The king's comments -- coming about two weeks after his Washington visit with our president, one day after his visit with the pope, and about one week before Prime Minster Netanyahu's Washington visit with Obama -- put heavy geopolitical pressure on Israel while simultaneously maximizing President Obama's personal stakes in the success or failure of this newest Israeli-Palestinian peace initiative:"(President Obama) feels the urgency of the need to move today. … So this is a critical moment. … What we are talking about is not Israelis and Palestinians sitting at the table, but Israelis sitting with Palestinians, Israelis sitting with Syrians, Israelis sitting with Lebanese. And with the Arabs and the Muslim world lined up to open direct negotiations with Israelis at the same time. … That is not a two-state solution; it is a 57-state solution.
"That is the tipping point that shakes up Israeli politicians and the Israeli public. … We are saying to the Israelis that this is an issue that is far bigger than you Israelis and the Palestinians. This is where I think the Obama administration gets it. I am very, very concerned about having a conference in six months' time and another one in a year's time. That doesn't work. …
"The critical juncture will be what comes out of the Obama-Netanyahu meeting. If there is procrastination by Israel on the two-state solution or there is no clear American vision for how this is going to play out in 2009, then all the tremendous credibility that Obama has worldwide and in this region will evaporate overnight if nothing comes out in May. All eyes will be looking to Washington in May. If there are no clear signals and no clear directives to all of us, then there will be a feeling that this is just another American government that is going to let us all down."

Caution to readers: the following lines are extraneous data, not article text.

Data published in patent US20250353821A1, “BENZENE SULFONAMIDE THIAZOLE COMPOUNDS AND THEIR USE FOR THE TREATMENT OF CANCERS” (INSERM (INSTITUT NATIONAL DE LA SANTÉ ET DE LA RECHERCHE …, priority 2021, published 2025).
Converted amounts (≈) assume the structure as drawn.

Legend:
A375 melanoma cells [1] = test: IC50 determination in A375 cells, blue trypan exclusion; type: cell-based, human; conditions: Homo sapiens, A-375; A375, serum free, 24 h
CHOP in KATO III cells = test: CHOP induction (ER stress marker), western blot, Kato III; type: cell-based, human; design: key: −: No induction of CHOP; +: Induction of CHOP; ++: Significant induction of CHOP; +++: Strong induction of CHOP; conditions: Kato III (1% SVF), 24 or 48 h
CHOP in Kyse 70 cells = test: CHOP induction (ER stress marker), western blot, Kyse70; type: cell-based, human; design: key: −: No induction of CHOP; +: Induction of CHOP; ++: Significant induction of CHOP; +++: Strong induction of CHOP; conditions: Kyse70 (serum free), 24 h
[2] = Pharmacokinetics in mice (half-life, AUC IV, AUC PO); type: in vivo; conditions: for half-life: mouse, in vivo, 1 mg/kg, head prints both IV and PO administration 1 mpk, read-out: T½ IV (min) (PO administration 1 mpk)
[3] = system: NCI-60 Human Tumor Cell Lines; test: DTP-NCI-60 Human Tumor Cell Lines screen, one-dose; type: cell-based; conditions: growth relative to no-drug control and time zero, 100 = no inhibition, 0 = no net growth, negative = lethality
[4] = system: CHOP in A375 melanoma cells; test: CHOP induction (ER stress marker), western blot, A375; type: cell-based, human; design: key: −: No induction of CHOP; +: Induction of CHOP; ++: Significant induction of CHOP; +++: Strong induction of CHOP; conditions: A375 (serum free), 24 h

Note how shrewdly the king has tried to weight the scales for President Obama. Our president is in the middle of what he has described as one of his important personal policy objectives as president: to reach out to the Muslim world and rectify relations between it and the United States. To that end, he already has spoken on an international Arab television network and before the Turkish Parliament, and next month, he will go to Egypt for a major address to the Arab and Muslim people.
Blankley, who had been suffering from stomach cancer, died Saturday night at Sibley Memorial Hospital in Washington, his wife, Lynda Davis, said Sunday.
In his long career as a political operative and pundit, his most visible role was as a spokesman for and adviser to Gingrich from 1990 to 1997. Gingrich became House Speaker when Republicans took control of the U.S. House of Representatives following the 1994 midterm elections.